Rumors Plaguing Community Regarding Sheriff’s Residency, Resignation Untrue
By Carlos Padilla
Sierra County Sheriff Joe Baca spoke to The Herald late last week and again on Labor Day – Monday, Sept. 1 – to address a number of questions regarding the local sheriff’s department and the sheriff himself. Baca confirmed a number of questions brought to this newspaper, and dispelled others as rumor.
Regarding the question of Sheriff Baca’s residency, Baca emphatically denied that there is any truth to the rumor that he has moved to Doña Ana County.
“I even had someone call my landlord yesterday to ask if I still lived there,” Baca told The Herald last week. “When my landlord told them that, yes, I do still live in the home I am renting, the caller hung up.”
An editorial recently published in the Sierra County Sentinel and penned by Publisher Frances Luna – an outspoken political foe of Baca’s and a Sierra County Commissioner – claimed that Baca had moved to the Las Cruces area.
This reporter received multiple messages prior to that editorial being published two weeks ago, regarding this very question of Sheriff Baca’s current residency. When contacted last week, Sheriff Baca contacted this newspaper within hours to set the record straight, stating that a health issue in his family has required him to travel back and forth to Las Cruces.
Baca also attended the New Mexico Sheriff’s Conference recently held in Las Cruces this year for outgoing sheriffs.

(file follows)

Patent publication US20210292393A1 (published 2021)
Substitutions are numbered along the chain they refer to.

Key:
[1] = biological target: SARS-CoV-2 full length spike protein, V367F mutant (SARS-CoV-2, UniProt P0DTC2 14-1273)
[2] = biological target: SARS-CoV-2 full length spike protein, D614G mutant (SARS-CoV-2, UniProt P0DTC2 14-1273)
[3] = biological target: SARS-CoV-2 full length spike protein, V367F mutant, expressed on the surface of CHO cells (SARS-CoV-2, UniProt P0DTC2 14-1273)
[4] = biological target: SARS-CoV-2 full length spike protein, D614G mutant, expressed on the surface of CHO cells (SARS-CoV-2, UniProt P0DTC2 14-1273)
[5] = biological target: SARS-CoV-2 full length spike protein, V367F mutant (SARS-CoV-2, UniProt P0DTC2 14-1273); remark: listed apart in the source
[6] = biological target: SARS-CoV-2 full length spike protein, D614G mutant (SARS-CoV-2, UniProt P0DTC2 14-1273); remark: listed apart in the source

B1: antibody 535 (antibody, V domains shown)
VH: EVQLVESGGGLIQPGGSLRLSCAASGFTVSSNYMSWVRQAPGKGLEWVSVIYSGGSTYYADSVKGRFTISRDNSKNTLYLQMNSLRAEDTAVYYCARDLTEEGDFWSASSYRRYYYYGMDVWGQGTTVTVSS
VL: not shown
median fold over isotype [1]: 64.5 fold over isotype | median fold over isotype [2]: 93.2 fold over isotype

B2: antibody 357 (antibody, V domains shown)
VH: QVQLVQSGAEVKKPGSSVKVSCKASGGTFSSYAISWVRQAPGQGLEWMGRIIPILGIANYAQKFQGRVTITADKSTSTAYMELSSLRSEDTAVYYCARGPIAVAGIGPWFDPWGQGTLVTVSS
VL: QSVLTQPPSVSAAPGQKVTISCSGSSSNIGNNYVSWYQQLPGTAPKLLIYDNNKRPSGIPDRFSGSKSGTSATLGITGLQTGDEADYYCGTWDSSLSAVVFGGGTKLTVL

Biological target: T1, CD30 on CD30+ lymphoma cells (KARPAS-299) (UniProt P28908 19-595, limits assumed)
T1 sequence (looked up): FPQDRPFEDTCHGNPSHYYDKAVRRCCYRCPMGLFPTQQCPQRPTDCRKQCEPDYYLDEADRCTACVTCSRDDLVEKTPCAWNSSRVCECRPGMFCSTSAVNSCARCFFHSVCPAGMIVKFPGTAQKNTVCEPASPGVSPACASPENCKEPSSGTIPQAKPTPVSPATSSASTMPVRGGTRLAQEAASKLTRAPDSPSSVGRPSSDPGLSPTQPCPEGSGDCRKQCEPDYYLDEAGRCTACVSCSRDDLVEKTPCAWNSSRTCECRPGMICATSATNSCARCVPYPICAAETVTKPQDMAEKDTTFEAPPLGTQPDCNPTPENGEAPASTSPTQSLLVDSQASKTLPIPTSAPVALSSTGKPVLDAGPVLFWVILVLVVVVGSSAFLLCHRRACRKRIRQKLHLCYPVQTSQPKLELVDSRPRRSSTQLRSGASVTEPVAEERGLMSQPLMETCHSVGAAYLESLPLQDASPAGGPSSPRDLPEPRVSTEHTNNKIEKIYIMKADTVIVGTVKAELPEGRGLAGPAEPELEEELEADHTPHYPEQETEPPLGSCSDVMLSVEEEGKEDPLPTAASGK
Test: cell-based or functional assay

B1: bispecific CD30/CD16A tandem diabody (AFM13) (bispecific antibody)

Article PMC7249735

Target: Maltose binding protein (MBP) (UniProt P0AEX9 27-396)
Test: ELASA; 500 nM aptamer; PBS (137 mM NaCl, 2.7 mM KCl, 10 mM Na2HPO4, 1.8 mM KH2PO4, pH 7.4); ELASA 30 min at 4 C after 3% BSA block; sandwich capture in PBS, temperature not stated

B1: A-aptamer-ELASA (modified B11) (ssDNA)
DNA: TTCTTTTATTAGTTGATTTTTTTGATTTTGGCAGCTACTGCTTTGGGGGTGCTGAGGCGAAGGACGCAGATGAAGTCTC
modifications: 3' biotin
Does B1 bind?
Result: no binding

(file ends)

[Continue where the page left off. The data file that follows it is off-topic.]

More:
Sheriff Baca confirmed that he has disbanded the reserve deputy program. This development has been met with much criticism from residents living in rural areas of the county who have expressed concern that fewer deputies equates to less coverage, and the rural areas are the first to feel to effects.
Baca told The Herald that he was forced to disband the reserve deputy program after new rules went into effect requiring more training for reserve deputies. Baca stated that the reserve deputies were refusing to go to training.
Baca also stated that he was concerned that commission cards would still be out there once he was no longer sheriff.
“The new sheriff, whoever that may be, can reinitiate the program,” Baca said, providing that the reserve deputies attend training.
Regarding the recent drop in personnel at the sheriff’s department, Baca confirmed that his department has lost a number of people recently, including his administrative assistant, who publicly stated in support of Baca that her departure was due to the “childish games some people play.”
His undersheriff recently accepted a job with the Hatch Police Department, and he had to let a deputy go. When asked on what grounds, Sheriff Baca stated that it was a personnel issue involving a probationary employee who had not yet attended the Law Enforcement Academy.
Most recently, this reporter received calls on Monday from residents stating that they had heard information broadcast on Friday that Sheriff Baca had announced his resignation. When contacted, Baca – who was leaving the scene of a violent rollover on Monday – stated that claim was ridiculous, and that he fully intended on finishing out his term as sheriff.
Sheriff Baca even took to Facebook to dispel the rumor, sharing a link from The Herald’s Facebook page. Sentinel Reporter Etta Pettijohn denied that the rumor came from KCHS radio in Truth or Consequences, and launched into a tirade against this newspaper, and used the opportunity to launch several questions at the sheriff, stating that he has refused to return any of her phone calls.
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